G20 summit: Leaders pledge to grow their economies by 2.1%

  • 16 November 2014
  • From the section Australia
Media captionAustralian PM Tony Abbott: "It has been a weekend of achievement"

Australian Prime Minister Tony Abbott has closed the G20 summit by detailing economic pledges agreed by world leaders.

The leaders agreed to boost their economies by at least 2.1% by 2018, adding $2 trillion to global economies.

Much of the summit focused on Russian President Vladimir Putin's position on the crisis in Ukraine.

Mr Putin faced fierce criticism and left the meeting before it ended, but said the summit was "constructive".

Mr Putin said he was leaving before the release of the official communique, citing the long flight to home to Russia and the need for sleep.

Image copyright AFP
Image caption President Putin faced a frosty reception from Western leaders at the G20 meeting

'Violating international law'

Australia, as host of the meeting, had sought to keep the focus on economic issues, but the issues of climate change and the conflict in Ukraine attracted significant attention.

US President Barack Obama met European leaders on Sunday to discuss a co-ordinated response to what they see as Russia's destabilisation of Ukraine.

Mr Obama told reporters Mr Putin was "violating international law, providing heavy arms to the separatists in Ukraine" and violating the Minsk agreement.

He said the "economic isolation" of Russia would continue unless Mr Putin changed course.

In a television interview on Saturday, Mr Putin called for an end to sanctions against Russia, saying they harmed the world economy as well as Russia.

The Kremlin denies sending military forces or heavy weapons to pro-Russia rebels in eastern Ukraine.

During the summit, Canadian Prime Minister Stephen Harper and British Prime Minister David Cameron also sharply criticised Mr Putin.

Millions of jobs

Image copyright AP
Image caption The G20 groups leaders from rich and emerging economies

World leaders agreed to plans drawn up by finance ministers from G20 countries in February, known as the Brisbane Action Plan, to boost their collective GDP growth by at least 2%.

This is a pretty ambitious target for many G20 economies that are struggling with recession or very little growth, says the BBC's James Landale from Brisbane.

In his speech, Mr Abbott said those reforms would create millions of jobs. He also outlined plans to increase the participation of women in the global workforce, and to crack down on tax avoidance by multi-national companies.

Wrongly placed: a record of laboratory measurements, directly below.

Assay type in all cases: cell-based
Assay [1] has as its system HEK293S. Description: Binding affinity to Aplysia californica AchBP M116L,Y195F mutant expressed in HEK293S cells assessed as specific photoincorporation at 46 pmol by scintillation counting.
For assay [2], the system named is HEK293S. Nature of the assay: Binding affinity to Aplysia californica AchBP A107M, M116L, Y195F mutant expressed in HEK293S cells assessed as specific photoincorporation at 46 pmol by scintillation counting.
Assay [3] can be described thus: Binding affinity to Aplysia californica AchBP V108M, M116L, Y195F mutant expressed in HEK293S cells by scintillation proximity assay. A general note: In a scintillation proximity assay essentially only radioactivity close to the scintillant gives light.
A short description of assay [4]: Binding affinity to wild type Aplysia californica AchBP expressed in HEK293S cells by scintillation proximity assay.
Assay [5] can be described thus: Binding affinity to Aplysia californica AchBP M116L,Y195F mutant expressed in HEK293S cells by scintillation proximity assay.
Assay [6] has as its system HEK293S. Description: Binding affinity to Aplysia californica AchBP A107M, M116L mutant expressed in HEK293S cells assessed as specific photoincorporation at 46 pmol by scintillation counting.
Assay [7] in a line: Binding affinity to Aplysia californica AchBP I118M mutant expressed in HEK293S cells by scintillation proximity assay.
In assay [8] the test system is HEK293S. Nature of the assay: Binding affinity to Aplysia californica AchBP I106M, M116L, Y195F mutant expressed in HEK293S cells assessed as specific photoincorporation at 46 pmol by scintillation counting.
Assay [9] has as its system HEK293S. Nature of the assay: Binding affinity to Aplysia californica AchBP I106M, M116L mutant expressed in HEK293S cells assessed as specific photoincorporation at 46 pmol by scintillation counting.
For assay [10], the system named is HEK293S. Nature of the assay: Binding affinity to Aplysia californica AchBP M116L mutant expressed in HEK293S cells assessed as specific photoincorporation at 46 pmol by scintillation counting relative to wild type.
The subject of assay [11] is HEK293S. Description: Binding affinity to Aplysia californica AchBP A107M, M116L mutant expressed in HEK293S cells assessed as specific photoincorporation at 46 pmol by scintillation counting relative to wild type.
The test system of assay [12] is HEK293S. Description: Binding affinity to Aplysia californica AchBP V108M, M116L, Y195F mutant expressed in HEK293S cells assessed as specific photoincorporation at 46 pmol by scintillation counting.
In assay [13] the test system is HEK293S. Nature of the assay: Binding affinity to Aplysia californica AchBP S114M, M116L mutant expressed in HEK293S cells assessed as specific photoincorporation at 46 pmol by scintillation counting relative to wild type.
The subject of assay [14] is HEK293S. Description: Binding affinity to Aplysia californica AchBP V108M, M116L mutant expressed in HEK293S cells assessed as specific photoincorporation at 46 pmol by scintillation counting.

Media captionWhat is the point of the G20 summit? In 90 seconds

The statement also agreed to take strong, effective action on climate change, following pressure from the US and European leaders.

Mr Abbott had faced criticism from environmental campaigners for not including talks on climate change in the summit.

In other developments, President Obama met the leaders of Japan and Australia on the sidelines of the summit and they called for the peaceful resolution of maritime disputes in the South China Sea.

G20 leaders also released a statement in which they vowed to do all they could to "extinguish" the Ebola outbreak in West Africa.

It said that member states were committed to do what was necessary "to ensure the international effort can extinguish the outbreak and address its medium-term economic and humanitarian costs".

Koala diplomacy

Image copyright G20
Image caption Koala diplomacy? Australia's Tony Abbot and President Putin had this photo op, despite tensions
Image copyright EPA/AFP
Image caption Some of the leaders' spouses cuddled up to koalas at a sanctuary in Brisbane
  • World leaders and their spouses were given koalas to hold on the fringes of the summit - the animals are native to Australia
  • First protected by law in the 1930s after being hunted to extinction by fur traders in parts of Australia; declared a threatened species in 2012
  • Species recently severely affected by chlamydia, which can cause blindness, infertility and death among the animals
  • Began being used as a diplomatic tool in early 1980s, after government lifts export ban - they are often given to foreign zoos as gifts
  • They are not bears, but are marsupials

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